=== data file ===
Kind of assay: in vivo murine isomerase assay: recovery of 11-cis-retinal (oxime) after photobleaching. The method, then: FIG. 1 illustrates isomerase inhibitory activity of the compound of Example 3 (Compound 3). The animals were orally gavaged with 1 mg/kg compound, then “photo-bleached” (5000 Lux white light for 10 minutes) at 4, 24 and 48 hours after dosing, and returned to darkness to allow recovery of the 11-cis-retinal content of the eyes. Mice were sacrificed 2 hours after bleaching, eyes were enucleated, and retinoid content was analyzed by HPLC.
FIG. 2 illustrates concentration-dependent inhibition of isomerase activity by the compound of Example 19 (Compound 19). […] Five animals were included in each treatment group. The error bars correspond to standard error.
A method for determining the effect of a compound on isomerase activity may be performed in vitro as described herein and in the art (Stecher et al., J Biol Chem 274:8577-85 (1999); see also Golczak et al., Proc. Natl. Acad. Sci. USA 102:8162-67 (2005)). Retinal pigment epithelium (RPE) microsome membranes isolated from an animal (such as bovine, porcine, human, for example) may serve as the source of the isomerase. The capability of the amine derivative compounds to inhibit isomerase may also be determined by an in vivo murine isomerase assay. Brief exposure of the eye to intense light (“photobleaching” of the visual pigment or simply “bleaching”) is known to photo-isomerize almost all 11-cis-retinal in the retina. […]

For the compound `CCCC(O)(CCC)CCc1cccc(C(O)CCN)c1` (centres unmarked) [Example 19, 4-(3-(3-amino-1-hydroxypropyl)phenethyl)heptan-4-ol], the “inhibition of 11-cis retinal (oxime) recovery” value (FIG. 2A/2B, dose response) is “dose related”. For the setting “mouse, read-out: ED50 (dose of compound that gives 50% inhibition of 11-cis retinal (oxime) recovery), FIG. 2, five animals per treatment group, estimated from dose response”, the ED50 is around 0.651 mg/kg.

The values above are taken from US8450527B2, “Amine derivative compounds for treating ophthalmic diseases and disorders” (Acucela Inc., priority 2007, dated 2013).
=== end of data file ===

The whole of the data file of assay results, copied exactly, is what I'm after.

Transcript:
Kind of assay: in vivo murine isomerase assay: recovery of 11-cis-retinal (oxime) after photobleaching. The method, then: FIG. 1 illustrates isomerase inhibitory activity of the compound of Example 3 (Compound 3). The animals were orally gavaged with 1 mg/kg compound, then “photo-bleached” (5000 Lux white light for 10 minutes) at 4, 24 and 48 hours after dosing, and returned to darkness to allow recovery of the 11-cis-retinal content of the eyes. Mice were sacrificed 2 hours after bleaching, eyes were enucleated, and retinoid content was analyzed by HPLC.
FIG. 2 illustrates concentration-dependent inhibition of isomerase activity by the compound of Example 19 (Compound 19). […] Five animals were included in each treatment group. The error bars correspond to standard error.
A method for determining the effect of a compound on isomerase activity may be performed in vitro as described herein and in the art (Stecher et al., J Biol Chem 274:8577-85 (1999); see also Golczak et al., Proc. Natl. Acad. Sci. USA 102:8162-67 (2005)). Retinal pigment epithelium (RPE) microsome membranes isolated from an animal (such as bovine, porcine, human, for example) may serve as the source of the isomerase. The capability of the amine derivative compounds to inhibit isomerase may also be determined by an in vivo murine isomerase assay. Brief exposure of the eye to intense light (“photobleaching” of the visual pigment or simply “bleaching”) is known to photo-isomerize almost all 11-cis-retinal in the retina. […]

For the compound `CCCC(O)(CCC)CCc1cccc(C(O)CCN)c1` (centres unmarked) [Example 19, 4-(3-(3-amino-1-hydroxypropyl)phenethyl)heptan-4-ol], the “inhibition of 11-cis retinal (oxime) recovery” value (FIG. 2A/2B, dose response) is “dose related”. For the setting “mouse, read-out: ED50 (dose of compound that gives 50% inhibition of 11-cis retinal (oxime) recovery), FIG. 2, five animals per treatment group, estimated from dose response”, the ED50 is around 0.651 mg/kg.

The values above are taken from US8450527B2, “Amine derivative compounds for treating ophthalmic diseases and disorders” (Acucela Inc., priority 2007, dated 2013).